Mobile app companies, rejoice! If you've been advertising your app on Twitter, there's now an easier way for you to track how your campaign is doing.
This week, the social media giant announced the launch of its latest measurement tool, Answers. Answers is available for free and allows users to track promoted and organic app installations driven by Twitter. The tool is part of Twitter's mobile platform, Fabric, and provides real-time, optimized app analytics, according to Twitter's advertising blog.
So how can users start accessing Answers? Twitter explained that advertisers can start measuring installations from Twitter by integrating Fabric into their iOS or Android app, and selecting the Crashlytics Kit. Once you've integrated Fabric into your mobile app, you can start tracking conversions.[10 Creative Mobile App Ideas for Your Business ]
Answers shows you valuable information, such as daily active users, daily new users, top builds and more. It also breaks down information about your users by device and operating system. Additionally, Answers groups, compares and aggregates your data for you, so your data is easier to understand. It also means that you no longer have to analyze your data on your own, as Answers does that for you.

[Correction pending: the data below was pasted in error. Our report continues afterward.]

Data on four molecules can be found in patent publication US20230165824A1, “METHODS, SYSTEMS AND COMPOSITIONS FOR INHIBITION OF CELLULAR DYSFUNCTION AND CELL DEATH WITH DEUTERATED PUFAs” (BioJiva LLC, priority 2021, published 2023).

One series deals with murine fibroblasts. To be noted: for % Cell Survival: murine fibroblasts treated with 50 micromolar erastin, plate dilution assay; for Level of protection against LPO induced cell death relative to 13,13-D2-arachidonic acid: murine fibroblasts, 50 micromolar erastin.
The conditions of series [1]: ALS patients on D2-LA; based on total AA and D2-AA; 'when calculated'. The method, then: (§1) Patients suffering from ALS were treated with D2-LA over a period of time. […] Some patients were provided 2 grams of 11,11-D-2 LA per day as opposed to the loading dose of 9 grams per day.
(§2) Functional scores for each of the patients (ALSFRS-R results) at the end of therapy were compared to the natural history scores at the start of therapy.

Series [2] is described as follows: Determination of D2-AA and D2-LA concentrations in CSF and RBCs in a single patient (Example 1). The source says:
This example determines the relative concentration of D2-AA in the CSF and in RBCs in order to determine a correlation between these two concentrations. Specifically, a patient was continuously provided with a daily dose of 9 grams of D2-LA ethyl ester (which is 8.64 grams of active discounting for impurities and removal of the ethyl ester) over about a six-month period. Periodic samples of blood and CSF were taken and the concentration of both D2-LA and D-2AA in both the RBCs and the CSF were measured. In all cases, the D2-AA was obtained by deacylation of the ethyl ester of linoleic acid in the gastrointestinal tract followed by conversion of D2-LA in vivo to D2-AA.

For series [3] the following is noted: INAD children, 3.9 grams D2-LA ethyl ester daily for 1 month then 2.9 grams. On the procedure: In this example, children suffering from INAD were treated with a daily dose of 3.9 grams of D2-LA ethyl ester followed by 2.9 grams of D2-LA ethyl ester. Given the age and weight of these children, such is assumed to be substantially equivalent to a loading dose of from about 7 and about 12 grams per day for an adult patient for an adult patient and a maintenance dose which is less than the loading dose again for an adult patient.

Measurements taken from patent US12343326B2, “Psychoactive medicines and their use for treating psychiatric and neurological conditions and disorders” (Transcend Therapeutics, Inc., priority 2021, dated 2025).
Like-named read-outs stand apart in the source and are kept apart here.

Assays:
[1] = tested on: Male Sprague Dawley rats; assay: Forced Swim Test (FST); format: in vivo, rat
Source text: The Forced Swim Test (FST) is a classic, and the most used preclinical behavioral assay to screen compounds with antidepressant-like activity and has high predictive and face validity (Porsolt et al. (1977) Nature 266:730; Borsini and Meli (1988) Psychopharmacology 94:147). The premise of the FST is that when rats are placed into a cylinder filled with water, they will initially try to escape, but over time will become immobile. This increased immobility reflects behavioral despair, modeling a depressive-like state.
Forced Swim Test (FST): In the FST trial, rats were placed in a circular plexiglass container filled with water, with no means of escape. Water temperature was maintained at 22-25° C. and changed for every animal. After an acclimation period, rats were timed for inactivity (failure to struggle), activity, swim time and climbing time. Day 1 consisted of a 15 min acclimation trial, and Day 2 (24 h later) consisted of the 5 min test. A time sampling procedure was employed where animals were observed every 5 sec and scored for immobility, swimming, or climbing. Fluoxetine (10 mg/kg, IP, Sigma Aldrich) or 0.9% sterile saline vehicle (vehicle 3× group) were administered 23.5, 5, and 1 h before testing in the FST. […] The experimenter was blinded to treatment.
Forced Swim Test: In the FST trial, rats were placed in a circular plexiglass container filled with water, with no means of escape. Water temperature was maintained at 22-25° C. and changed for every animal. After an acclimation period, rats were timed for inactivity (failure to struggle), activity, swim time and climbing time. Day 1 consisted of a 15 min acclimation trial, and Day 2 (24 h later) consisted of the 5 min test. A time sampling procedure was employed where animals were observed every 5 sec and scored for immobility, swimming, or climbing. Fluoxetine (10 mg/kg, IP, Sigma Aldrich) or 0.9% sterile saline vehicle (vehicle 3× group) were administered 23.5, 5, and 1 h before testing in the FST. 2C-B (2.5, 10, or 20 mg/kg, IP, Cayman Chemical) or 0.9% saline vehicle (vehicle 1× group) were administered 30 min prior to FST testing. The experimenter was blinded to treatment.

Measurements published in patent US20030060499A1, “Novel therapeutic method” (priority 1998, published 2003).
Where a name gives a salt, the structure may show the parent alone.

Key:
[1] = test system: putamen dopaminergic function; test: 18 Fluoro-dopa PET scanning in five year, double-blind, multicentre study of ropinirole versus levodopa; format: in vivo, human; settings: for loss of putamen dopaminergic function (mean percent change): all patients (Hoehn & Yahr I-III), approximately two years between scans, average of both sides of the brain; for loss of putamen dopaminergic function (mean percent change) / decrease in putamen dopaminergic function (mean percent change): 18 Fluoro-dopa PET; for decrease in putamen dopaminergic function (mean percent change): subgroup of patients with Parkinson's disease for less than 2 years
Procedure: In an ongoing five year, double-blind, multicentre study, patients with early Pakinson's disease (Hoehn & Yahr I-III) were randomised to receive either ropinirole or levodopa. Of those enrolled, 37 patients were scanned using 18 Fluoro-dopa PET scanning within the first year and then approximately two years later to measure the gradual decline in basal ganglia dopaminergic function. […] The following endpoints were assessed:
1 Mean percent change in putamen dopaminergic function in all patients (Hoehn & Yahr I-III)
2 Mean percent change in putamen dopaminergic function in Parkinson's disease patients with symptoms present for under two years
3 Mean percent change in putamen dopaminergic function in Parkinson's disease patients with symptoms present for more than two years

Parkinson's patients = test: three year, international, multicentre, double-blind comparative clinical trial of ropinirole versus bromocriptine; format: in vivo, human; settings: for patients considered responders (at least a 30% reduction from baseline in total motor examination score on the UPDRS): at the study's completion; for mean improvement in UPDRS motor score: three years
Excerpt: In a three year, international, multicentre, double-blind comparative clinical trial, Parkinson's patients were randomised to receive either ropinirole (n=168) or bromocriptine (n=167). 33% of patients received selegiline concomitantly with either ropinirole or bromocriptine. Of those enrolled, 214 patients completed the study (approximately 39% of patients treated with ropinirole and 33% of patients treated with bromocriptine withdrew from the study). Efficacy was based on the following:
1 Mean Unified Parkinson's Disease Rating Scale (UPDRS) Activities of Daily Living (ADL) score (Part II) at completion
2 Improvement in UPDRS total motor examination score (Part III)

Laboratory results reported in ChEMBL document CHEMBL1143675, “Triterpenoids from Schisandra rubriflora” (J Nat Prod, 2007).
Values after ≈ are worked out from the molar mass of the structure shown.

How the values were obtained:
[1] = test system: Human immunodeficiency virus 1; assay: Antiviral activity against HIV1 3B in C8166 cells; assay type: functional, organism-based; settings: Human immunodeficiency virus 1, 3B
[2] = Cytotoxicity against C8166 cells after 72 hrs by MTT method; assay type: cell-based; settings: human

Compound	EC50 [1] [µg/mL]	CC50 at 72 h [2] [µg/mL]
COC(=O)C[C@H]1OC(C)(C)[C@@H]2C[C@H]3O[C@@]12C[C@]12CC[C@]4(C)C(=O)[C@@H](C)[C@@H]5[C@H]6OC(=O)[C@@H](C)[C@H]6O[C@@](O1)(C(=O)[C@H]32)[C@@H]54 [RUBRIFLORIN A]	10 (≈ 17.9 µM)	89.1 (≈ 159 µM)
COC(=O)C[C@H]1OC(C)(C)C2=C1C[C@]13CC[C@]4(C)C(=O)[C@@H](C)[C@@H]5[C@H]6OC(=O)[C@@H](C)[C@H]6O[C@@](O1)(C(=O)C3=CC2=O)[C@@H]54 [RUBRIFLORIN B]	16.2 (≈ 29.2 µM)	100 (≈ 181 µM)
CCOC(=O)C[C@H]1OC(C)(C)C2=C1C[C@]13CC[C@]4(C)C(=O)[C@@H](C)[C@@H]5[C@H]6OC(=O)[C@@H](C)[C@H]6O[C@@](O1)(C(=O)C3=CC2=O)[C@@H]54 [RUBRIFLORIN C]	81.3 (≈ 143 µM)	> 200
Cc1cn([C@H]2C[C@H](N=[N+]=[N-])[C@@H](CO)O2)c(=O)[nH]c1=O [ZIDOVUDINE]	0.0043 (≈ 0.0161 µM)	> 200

This new tool is also easy to implement, and since it's already built in to Crashlytics, it doesn't require code changes to set it up. According to the Twitter developers website, implementation has no impact on your performance, either.
"[Answers] streamlines the setup of understanding your app's key growth and retention metrics," Twitter representatives wrote.
While Answers is a free mobile measurement tool, Twitter also offers more extensive products for those who want more information.
"In addition to this free solution, we will continue to recommend our existing mobile measurement partners, which are ideal for advertisers who want to track conversions across multiple channels and measure lifetime value, while offering Answers for advertisers who simply want to track conversions attributed to Twitter for free," company representatives wrote.